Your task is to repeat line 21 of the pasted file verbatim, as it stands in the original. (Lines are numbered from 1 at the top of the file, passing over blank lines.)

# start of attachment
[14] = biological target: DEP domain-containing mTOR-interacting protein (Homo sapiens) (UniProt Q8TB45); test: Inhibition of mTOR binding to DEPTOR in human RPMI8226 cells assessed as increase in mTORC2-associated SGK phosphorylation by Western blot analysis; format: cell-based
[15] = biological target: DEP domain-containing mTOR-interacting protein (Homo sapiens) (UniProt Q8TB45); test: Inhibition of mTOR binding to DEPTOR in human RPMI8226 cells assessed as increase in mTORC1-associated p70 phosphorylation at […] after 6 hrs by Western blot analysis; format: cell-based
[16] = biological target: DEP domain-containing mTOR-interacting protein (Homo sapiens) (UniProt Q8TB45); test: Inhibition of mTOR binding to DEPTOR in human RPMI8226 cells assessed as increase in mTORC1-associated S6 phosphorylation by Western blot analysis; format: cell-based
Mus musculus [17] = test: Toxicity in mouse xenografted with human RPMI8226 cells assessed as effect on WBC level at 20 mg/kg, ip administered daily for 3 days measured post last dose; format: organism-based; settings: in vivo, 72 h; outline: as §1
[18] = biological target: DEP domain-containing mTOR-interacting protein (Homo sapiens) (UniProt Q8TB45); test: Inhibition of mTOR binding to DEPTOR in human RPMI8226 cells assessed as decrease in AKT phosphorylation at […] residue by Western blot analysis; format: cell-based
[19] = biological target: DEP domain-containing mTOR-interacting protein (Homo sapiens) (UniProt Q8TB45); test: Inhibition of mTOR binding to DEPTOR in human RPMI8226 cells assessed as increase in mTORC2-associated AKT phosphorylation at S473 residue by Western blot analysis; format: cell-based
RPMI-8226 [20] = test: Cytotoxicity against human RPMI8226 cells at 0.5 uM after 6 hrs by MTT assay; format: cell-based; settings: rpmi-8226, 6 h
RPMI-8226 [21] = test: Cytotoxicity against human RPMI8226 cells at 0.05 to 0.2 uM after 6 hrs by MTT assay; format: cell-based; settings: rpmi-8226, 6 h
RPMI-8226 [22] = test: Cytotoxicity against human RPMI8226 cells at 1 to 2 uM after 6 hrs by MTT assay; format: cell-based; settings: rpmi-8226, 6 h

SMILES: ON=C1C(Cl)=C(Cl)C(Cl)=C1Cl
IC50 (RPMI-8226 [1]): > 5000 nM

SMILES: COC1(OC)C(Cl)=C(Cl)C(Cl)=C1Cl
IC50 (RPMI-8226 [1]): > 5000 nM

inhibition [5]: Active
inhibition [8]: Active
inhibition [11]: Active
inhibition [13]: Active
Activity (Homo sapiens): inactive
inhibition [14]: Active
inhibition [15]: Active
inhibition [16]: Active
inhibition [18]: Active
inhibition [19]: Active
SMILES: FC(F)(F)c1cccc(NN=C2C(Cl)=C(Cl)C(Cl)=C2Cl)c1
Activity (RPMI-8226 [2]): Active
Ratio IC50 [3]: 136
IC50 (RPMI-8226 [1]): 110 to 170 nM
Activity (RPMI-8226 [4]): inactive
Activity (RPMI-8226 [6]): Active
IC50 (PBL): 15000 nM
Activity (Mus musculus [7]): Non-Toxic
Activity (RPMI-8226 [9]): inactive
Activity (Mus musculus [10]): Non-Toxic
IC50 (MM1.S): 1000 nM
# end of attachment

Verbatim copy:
inhibition [16]: Active